Ma’am Darling: 99 Glimpses of Princess Margaret By Craig Brown
The subject of this book was a victim: of birth, circumstance, education (or sparseness thereof), romance, marriage, and her innate gaiety; but most all, of her stature.
Lifelong friends say that her diminutive size – far, far more than being number two, then three, then gradually further down-ranked – was what shaped her character.
Her grandmother Queen Mary teased her from earliest childhood. ‘Ach, you tiny little thing, I can hardly see you’, thus earning the tiny tsing’s undying enmity – and her stinging observation that ‘Anyway, she was Morganatic, not really royal.’ The opinion was often bruited throughout Mary’s queenship. A close member of Princess Margaret’s gang, Judy Montagu, heard a tiara’d old trout, gazing at a state portrait at Windsor, say, ‘Poor May, with her Morganatic hands.’
Even the most glamorous years, her twenties, of Princess Margaret’s film-star beauty, were marred by this lack of height; consistently remarked upon, initially with sympathy but later with cruel accuracy. It is no surprise that she was to develop a self-protective shell of aloofness. Contrary to royal blandness, she realised she had definite opinions and was going to voice them, and develop an aptitude for withering ripostes. Some unique, wayward gene seems to have been present in Princess Margaret’s make-up.
Throughout history, royal ladies’ sayings have been most memorable for their acid edge: the ‘Let them eat cake’ syndrome. Upstart Anne Boleyn was renowned for being ‘rude and arrogant’, Nell Gwynne impertinent, Wallis Simpson a trashy termagant. Queen Victoria (even shorter than Princess Margaret) instilled sheer dread in family and courtiers with her gimlet criticism.
It may be a cliché that smaller people are by nature aggressive, but it is only natural to find some way of holding one’s own. In millionaires and movie stars, it may be mildly amusing; in paupers, it was deemed merely mockable (‘Who does that little man think he is?’). In princesses, it comes over as hoity-toity.
And humour wasn’t prevalent in the family circle. Queen Mary had to prod her husband, when being told a joke, with her umbrella – ‘Now, Georgie’ – to extract the expected laugh. The Danish Court, Queen Alexandra’s family, would sit around a table, each member counting. At ten, they’d all peal with laughter and start again from one (Alexandra herself thought the point of golf was to stop balls going in the hole, which she guarded fiercely, bashing each out of shape with her club). If humour was frowned upon, worse still was Showing Off. Both these sins Princess Margaret possessed in spades; both encouraged by her adored and adoring father.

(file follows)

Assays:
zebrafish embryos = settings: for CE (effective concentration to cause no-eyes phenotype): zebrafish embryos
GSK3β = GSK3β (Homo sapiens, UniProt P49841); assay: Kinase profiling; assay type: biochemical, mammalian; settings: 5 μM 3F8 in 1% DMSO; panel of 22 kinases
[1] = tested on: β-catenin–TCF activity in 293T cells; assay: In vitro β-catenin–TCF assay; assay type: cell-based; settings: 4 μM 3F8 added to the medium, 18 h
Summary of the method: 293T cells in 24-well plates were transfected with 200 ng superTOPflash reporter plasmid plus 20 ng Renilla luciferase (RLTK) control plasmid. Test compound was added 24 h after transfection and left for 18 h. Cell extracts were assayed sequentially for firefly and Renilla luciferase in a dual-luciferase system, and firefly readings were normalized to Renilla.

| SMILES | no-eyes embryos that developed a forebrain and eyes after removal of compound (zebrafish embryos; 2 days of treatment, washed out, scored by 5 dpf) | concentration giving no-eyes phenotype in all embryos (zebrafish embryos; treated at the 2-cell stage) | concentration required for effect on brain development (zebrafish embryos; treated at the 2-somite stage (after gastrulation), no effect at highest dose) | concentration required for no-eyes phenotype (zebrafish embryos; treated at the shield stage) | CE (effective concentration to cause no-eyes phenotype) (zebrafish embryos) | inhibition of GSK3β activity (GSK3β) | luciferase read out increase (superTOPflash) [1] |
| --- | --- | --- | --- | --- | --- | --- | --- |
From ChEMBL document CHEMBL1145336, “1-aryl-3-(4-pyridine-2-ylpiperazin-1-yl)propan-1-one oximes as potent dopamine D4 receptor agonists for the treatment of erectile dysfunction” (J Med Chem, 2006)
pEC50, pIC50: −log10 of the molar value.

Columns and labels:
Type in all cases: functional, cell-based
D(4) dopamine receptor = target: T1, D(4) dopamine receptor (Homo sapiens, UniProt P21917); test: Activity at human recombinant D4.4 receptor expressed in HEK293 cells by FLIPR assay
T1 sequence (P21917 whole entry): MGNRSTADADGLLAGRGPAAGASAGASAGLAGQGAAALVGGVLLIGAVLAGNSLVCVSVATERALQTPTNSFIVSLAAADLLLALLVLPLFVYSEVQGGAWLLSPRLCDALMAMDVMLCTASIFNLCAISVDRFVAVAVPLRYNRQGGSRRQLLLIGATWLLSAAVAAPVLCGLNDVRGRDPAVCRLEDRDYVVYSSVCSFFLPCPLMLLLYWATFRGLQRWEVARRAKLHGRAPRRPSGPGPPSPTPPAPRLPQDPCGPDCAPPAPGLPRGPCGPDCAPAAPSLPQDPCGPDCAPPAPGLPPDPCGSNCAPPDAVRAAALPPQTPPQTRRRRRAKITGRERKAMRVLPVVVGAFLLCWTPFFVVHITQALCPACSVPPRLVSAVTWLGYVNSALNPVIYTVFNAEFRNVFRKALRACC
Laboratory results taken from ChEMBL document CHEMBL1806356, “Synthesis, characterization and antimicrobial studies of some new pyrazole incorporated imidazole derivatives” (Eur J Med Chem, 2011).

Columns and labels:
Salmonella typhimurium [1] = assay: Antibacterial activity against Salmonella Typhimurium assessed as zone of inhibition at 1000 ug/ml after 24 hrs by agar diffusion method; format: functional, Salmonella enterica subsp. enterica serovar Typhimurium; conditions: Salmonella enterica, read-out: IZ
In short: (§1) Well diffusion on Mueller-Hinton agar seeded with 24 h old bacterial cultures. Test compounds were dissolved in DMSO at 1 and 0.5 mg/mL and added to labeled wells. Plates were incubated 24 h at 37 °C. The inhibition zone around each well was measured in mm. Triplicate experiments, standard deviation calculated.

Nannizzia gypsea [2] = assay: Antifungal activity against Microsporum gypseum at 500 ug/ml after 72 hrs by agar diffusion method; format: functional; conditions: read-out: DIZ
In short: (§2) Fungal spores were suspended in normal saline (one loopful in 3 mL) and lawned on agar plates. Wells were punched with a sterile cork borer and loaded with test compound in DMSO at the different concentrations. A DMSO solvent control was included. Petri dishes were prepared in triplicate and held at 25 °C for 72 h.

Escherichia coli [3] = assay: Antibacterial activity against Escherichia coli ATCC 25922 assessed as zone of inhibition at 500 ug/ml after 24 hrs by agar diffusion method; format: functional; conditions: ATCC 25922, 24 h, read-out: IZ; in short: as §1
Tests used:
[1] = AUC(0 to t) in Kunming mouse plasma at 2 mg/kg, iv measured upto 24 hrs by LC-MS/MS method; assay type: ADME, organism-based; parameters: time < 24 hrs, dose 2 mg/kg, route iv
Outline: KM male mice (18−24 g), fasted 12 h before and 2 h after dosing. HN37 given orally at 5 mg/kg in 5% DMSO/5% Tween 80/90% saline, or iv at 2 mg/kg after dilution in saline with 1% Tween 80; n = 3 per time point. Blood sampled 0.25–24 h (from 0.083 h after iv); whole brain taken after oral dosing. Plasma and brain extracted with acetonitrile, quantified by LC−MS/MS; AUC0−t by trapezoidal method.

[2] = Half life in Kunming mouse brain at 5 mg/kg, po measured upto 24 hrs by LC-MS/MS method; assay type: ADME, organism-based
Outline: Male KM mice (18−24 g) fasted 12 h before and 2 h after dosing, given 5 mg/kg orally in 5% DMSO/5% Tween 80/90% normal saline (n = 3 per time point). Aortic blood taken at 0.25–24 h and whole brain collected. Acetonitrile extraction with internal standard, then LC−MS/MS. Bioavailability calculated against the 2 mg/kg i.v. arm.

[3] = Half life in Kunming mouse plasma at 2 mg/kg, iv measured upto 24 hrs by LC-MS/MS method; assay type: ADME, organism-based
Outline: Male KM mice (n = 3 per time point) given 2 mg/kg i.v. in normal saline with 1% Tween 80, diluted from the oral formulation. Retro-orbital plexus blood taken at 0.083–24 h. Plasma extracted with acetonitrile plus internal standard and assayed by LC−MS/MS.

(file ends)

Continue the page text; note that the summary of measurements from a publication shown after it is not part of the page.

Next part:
‘My Joy,’ he called her (her sister, ‘His Pride’) and, perhaps due to the King’s man-crush on his equerry Peter Townsend, she was to experience the first bitter blow her birthright had decreed. An unsuitable suitor. The Group Captain seems to have behaved very shoddily; married, with children, and already attracted by another woman when courting his princess – who was, at the outset, seventeen and second in line. His charade continued until the inevitable ‘mindful of my duty’ renouncement, though she kept his photograph at her bedside for decades to come. Small wonder, then, her outlook became more guarded, her attitude more jaded.
American glossiness, on hold during the war, held as much attraction for Princess Margaret as it had for her abdicated uncle David in the 1930s. By the 1950s, slang and slingbacks, nylons and nightclubs, Broadway musicals and ‘beat’ (the Princess owned a record, ‘Rock, Rock, Rock’, released many years before Bill Haley clocked in) crossed the Atlantic, along with a new humour. The deadpan wit of Mort Sahl and Lenny Bruce, and the ‘Insult Comics’ Henny Youngman and Don Rickles was a far cry from Freddie Lonsdale’s fluffy comedies or Lady Cunard’s epigrammatic dinners. Even Coward, intimate with the family, himself the masterclass in put-downs, seemed dated. Charming subtlety was being replaced by a more cutting edge.
Embracing all this novelty, and aided by the American ambassador’s daughter, Sharman Douglas, Princess Margaret dazzled amid a set of white-tied toffs – known as the Wallace Collection, due to a leading possible suitor’s name – though not one of them manned up enough to marry her, even if she’d have settled for such blinkered conventionality.
Inevitably, she met her match; someone she could give as bad as she got. For a while they played at being happy, but two eminently sensible children later, the match descended to opéra bouffe, now played to a jaw-dropped audience. One gets the impression that Roddy Llewellyn was the only man Princess Margaret truly, even selflessly, loved. There was no agenda in the romance for either, and her Marschallin-like acceptance of his marriage is genuinely moving, if yet another instance of her being a victim of circumstance, though not pomp.
But she was, after all, still the Queen’s sister. Fawners and the flattered flocked, surprised at not being fawned and flattered back, but at being given a dose of often contrary opinions and criticisms; quite a change from the usual royal ‘Have you come far?’ rigmarole. Each tart comment was grist to diarists, as was her now less svelte shape and, of course, lack of height. But godchildren and old friends swear she kept her youthful, if acerbic, humour and style. Newer ones, the writer Selina Hastings among them, found her knowledge of history and literature inspiring.
Craig Brown has brilliantly drawn together the component parts of a complex woman in these quizzical, far-researched, often very funny, often sad ‘glimpses’. His is an astute pen portrait of someone not only victim of herself, her role and her time, but of our – somewhat genteel – assumptions.